My Kind of Country

Country music from a fan's point of view since 2008

Tag Archives: Don Pfrimmer

Album Review: Don Williams – ‘Especially For You’

Don’s eleventh album, released in June 1981, continued Don’s string of successful albums, reaching #5, his ninth (of eleven) albums to reach the top ten. Three singles were released from the album, all of which made the top ten: “Miracles” (#4 Billboard/ #1 Cashbox ), the exquisite duet with Emmylou Harris “If I Needed You” (#3 Billboard/ #1 Record World) and “Lord, I Hope This Day Is Good” (#1 across the board).

The instrumentation on this album is a bit unusual for a country album of this vintage as a variety of odd instruments appear including such things as bongos, congas, ukulele, shaker and tambourine. Fortunately only the second and ninth tracks feature synthesizer, and Lloyd Green is present on steel guitar to restore order on five of the tracks. Unlike Don’s earlier albums, dobro (or resonator guitar) does not show up in the mix at all, and I definitely miss its presence.

The album opens up with a tune from “The Man In Black” (Johnny Cash) in “Fair-weather Friends”. This is a religiously oriented track, but a nice song

Fair-weather friends, fair-weather sailors
Will leave you stranded on life’s shore
One good friend who truly loves you
Is worth the pain your heart endures

We never know which way the wind will blow
Nor when or where the next turmoil will be
But He’s a solid rock when troubles grow
And He’s holding out a saving hand for me

“I Don’t Want to Love You” comes from the pen of Bob McDill. Bob never did anyone wrong with a song and this song about the human dilemma is no exception

I think about you every minute
And I miss you when you’re not around
And every day, I’m gettin’ deeper in it
I’m scared to go on, but the feelin’s so strong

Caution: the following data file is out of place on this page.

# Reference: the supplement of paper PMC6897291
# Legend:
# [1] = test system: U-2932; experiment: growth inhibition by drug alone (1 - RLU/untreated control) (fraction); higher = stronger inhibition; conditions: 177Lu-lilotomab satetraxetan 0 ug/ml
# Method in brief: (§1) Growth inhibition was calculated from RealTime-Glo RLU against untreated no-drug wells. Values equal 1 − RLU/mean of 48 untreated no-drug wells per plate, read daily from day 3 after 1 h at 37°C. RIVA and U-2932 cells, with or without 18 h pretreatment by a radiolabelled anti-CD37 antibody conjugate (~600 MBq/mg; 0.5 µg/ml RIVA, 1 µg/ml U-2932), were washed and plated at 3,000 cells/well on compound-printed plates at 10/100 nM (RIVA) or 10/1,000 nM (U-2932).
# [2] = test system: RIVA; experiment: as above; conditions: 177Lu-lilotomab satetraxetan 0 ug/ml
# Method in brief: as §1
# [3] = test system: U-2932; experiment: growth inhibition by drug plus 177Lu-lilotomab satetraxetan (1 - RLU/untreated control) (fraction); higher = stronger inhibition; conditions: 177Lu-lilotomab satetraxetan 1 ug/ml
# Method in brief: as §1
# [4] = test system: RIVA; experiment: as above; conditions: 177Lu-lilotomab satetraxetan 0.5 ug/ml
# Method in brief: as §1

I can’t turn away from you now

No, no, no, I don’t want to love you
And oh, oh, oh, I’m tryin’ not to
No, no, no, I don’t want to love you
But oh, oh, oh, I think I do

“Years from Now” by Roger Cook and Charles Cochran is a tender ballad with no potential as a single

Still love has kept us together
For the flame never dies
When I look in your eyes
The future I see

Holding you years from now
Wanting you years from now
Loving you years from now
As I love you tonight

Dave Hanner was a familiar figure in the country music as a writer and performer (Corbin/Hanner). His songs have been recorded by the Oak Ridge Boys, Glen Campbell, Mel Tillis and the Cates Sisters but the capstone of his writing career is the classic “Lord, I Hope This Day Is Good”, a chart topper for Don and recorded many times since then including nice versions by Lee Ann Womack and Anne Murray. Don had Corbin/Hanner for his opening act on one tour. Taken at mid-tempo, this is one of the songs that come to mind when Don’s name is mentioned.

Lord, I hope this day is good
I’m feelin’ empty and misunderstood
I should be thankful Lord, I know I should
But Lord, I hope this day is good

Lord, have you forgotten me
I’ve been prayin’ to you faithfully
I’m not sayin’ I’m a righteous man
But Lord, I hope you understand

I don’t need fortune and I don’t need fame
Send down the thunder Lord, send down the rain
But when you’re planning just how it will be
Plan a good day for me

“Especially You”, written by Rick Beresford has an artsy feel to it and has that “Nashville Sound” combination of strings and steel. I think that this song would have made a decent single

I see the rainbow in your eyes,
I see all the colors pass me by
I sure like the things my eyes can do,
Especially when they see you.

I hear the music of this day,
I sure like the songs this world can play
But most of all I like your tune,
When you whisper I love you.

My senses don’t like, I get a definite high
When you’re near I feel clear off the ground
Reach for my arms, and I will give you the stars
There is nothing that is holding us down.